Souhan With Perspective on Rookie Coaches
Courtesy of the Star Tribune for your comments:
For those considering the Vikings a playoff contender, this week represents a severe test of Frazier's abilities. For those with a more realistic view of this team, these losses could have been predicted. Even coaching legends lose early in their tenures.
Bill Belichick went 6-10 his first year, didn't post a winning record until his fourth season, and didn't win a Super Bowl title until his seventh, and then only after Tom Brady replaced injured Drew Bledsoe.
Tom Landry went 0-11-1 his first season and didn't post a winning record until his seventh season. Chuck Noll went 1-13 his first season and didn't post a winning record until his fourth season. Bill Walsh went 2-14 his first season, Jimmy Johnson 1-15.
Vikings history, too, suggests that becoming a head coach requires a learning curve. Norm Van Brocklin went 3-11 his first year. Bud Grant was 3-8-3. Les Steckel went 3-13, then Grant returned to go 7-9.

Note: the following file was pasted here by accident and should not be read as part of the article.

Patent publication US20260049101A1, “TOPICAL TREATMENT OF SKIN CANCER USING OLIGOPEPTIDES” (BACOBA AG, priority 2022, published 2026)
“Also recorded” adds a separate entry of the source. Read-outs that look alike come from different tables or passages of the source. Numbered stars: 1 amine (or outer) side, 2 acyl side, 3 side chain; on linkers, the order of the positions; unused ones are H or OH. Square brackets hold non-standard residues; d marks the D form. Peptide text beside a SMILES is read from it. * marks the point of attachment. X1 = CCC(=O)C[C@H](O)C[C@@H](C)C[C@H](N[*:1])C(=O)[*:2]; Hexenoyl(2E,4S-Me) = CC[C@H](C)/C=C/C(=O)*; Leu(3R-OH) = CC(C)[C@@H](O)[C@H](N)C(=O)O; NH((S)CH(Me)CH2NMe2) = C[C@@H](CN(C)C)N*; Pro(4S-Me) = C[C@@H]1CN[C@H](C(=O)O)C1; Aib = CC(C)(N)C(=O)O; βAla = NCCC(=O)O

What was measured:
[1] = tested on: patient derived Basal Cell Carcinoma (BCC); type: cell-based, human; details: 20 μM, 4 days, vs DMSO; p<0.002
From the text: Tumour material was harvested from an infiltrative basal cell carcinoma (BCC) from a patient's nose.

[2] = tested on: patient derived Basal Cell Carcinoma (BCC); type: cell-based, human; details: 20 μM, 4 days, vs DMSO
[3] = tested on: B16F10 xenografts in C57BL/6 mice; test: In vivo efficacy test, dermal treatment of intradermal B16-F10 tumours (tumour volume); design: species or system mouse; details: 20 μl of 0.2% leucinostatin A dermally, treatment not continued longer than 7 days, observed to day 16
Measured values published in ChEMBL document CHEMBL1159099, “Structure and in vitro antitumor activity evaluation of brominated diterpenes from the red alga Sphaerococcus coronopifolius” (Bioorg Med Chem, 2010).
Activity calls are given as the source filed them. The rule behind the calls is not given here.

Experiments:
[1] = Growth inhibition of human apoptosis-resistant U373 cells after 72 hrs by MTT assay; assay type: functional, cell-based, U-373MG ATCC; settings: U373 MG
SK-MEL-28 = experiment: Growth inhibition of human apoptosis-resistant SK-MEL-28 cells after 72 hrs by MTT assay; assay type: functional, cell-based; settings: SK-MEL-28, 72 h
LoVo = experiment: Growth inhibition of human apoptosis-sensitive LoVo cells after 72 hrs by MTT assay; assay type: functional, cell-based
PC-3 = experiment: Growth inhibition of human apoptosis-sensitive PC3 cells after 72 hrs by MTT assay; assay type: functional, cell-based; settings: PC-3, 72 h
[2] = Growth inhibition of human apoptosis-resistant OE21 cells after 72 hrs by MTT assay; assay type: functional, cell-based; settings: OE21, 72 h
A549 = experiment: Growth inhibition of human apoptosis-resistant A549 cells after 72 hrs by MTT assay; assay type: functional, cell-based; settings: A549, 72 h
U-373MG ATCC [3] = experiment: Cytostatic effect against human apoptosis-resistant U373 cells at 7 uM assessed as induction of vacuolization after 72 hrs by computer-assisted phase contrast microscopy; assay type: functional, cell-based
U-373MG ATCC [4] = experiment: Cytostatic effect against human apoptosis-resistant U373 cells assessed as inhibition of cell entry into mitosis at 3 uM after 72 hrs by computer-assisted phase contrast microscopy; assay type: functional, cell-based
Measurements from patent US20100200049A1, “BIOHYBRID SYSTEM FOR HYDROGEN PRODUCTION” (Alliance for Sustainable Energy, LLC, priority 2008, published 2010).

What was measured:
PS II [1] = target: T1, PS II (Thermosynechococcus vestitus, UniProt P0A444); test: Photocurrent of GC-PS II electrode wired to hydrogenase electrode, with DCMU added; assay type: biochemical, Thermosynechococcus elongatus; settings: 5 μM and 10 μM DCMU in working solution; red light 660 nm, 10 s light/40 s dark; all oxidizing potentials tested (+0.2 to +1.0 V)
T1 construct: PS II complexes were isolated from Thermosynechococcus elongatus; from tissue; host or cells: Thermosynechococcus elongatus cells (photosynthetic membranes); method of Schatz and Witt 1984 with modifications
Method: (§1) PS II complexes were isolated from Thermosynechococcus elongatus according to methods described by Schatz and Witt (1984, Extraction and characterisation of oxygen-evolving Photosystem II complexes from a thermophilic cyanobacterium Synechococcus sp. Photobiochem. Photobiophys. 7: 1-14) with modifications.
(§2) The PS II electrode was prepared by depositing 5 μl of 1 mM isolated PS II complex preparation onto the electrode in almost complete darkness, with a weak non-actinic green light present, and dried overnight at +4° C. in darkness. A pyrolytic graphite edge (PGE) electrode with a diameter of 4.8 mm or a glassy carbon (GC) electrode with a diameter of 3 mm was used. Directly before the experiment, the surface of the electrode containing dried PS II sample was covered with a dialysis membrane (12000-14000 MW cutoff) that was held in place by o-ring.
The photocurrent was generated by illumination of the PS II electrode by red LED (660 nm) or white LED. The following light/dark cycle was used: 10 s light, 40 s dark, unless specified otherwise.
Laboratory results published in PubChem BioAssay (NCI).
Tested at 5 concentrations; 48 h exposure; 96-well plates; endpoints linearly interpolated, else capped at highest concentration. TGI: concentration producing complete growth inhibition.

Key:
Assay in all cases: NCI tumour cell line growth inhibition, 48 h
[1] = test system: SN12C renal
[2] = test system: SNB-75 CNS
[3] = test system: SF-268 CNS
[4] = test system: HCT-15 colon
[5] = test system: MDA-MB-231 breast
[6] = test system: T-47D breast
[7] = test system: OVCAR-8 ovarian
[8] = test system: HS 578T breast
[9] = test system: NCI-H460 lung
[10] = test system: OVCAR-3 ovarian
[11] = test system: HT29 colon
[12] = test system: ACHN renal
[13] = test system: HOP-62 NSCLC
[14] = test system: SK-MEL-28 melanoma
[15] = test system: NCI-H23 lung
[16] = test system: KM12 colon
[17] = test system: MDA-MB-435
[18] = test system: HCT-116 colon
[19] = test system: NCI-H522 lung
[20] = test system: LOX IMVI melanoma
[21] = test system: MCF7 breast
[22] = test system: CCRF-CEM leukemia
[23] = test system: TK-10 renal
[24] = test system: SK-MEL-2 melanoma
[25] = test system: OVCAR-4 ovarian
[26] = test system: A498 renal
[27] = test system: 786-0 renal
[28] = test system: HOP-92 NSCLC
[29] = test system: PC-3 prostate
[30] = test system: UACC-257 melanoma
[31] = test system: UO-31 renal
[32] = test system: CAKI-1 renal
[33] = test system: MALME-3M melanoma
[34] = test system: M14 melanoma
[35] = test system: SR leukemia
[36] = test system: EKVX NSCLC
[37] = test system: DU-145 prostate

Mike Tice lost his first five games; Brad Childress went 6-10 his first season. Only Jerry Burns and Denny Green made immediate inroads. Burns went 9-7 in 1986 and didn't suffer a losing record until 1990. Green assembled one of the best coaching staffs in recent NFL history -- including Monte Kiffin, Tom Moore, Willie Shaw, Tyrone Willingham, John Michels, John Teerlinck and Tony Dungy -- and went 11-5 after replacing Burns.
For all of his inspirational talk about contending immediately and winning a championship eventually, Frazier, a rookie head coach with a new offensive coordinator and quarterback and no offseason in which to introduce the newcomers, was set up to fail this season.
Whatever happens Sunday and for the rest of the year, Frazier should ultimately be judged by how much he improves on the job in his second season, and how quickly he finds and establishes a franchise quarterback.